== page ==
'The Stand's insistence in this non-linear format will continue to do it absolutely no favors.
- 🐺The practical effects used for the heist are great.
- 🐺The aforementioned heist manages to still be jarring despite being pulled directly from King's novel.
- 🐺Showcasing Larry Underwood's growth in a non-linear format is a huge disservice to the importance of his narrative.
- 🐺Nadine Cross is just... here.
- 🐺We're really struggling to make Flagg intimidating, even with Skarsgärd's talent.
This post contains spoilers for The Stand.
Check out our last review here.
Non-linear storytelling can be a huge asset for a series. However, it might not be the best method to lean into when you're adapting a story with the number of characters that The Stand has. This week's episode introduces us to several new players. The most notable of the bunch is Larry Underwood (Jovan Adepo), but that doesn't pull from the importance of Nadine (Amber Heard), Joe (Gordon Cormier), and Lloyd Henreid (Nat Wolff). We also get more of a look at Randall Flagg (Alexander Skarsgärd) himself, but we'll get to him a bit later.
Larry Underwood is a taker. Or, at least he is in the beginning of his story. Regrettably, our first meeting with the musician isn't at the beginning. That Larry will come into play, but first "Pocket Savior" chooses to show us the man he will become after countless trials and hardships.
This is a silly decision.
By showing us the man that Larry grows into immediately, The Stand successfully undermines any underlying narrative value to his growth. There isn't any "will he or wont he." Perhaps such things have no place in a story that's been around for nearly forty years. But, for my money, no adaptation should assume all of its viewers are familiar with the source material. Two episodes in, and that assumption seems to be the series' cardinal sin.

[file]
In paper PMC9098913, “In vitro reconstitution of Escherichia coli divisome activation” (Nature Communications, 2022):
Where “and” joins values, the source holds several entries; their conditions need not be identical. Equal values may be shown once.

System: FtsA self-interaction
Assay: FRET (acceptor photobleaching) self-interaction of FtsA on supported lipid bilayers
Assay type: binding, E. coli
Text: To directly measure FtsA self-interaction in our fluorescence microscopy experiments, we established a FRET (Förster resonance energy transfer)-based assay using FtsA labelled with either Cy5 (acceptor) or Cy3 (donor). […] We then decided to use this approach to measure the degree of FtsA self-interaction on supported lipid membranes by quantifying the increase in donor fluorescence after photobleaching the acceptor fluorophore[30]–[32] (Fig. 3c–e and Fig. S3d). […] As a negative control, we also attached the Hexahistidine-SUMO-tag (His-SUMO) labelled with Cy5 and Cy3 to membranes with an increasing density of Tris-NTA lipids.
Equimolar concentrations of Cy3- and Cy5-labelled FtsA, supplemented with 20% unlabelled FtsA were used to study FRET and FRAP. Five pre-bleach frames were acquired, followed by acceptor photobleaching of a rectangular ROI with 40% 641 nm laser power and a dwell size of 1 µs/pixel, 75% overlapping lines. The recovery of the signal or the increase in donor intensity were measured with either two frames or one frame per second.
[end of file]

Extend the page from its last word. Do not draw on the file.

"Pocket Savior" gives Rita Blakemoor (Heather Graham) and a one-and-done narrative. Rita and Larry cross paths at the very beginning of Larry's journey. In the novel, her death is used as a jarring turning point for Mr. Underwood after he wakes up next to her corpse. In The Stand her character is given a bit more autonomy. While I'm never one to begrudge giving a female character power over her story, the method used here feels less impactful. Whether that's because of the time-jumps, the truncated manner of the mini-series, or a failed attempt at something new is anyone's guess. (It's likely a combination of all three.)
Running in conjunction with Larry's story is that of Lloyd Henreid. (Nadine is involved in the episode, but in a very perfunctory manner by no fault of Amber Heard.) We meet him as he's being walked to his cell in prison - mixing up his story in the same way that everyone else's has. Though it is less annoying in his case due to the fact that that his early origins don't matter much beyond a thrilling murder sequence.
Said sequence is pulled right from the pages of King's novel, and done so with some exceptional practical effects that the camera feels no need to pull from. Even knowing that Andrew "Poke" Freeman (currently uncredited) was going to blow someone's face off didn't pull from how gruesome the scene manages to be.
And so, Lloyd goes to prison. With Poke dead and Captain Trips beginning to take hold of the population, he is about to find himself fully alone in a way that he is not equipped to manage. Thankfully, Randall Flagg is there to make sure little ol' Lloyd never has to be alone again.
With Flagg comes the final frustration of "Pocket Savior." His career has all but proven that Skarsgärd is fully capable of playing charming in a way that is simultaneously utterly terrifying. And yet, none of that emits from this version of the Walkin' Dude. He's tickled with his game, and little more. That would probably be all well and fine from a character with less history than Flagg, and might even be excusable if they went so far as to bother to imply what level of horrors he can bring. Instead, it's just the charm.
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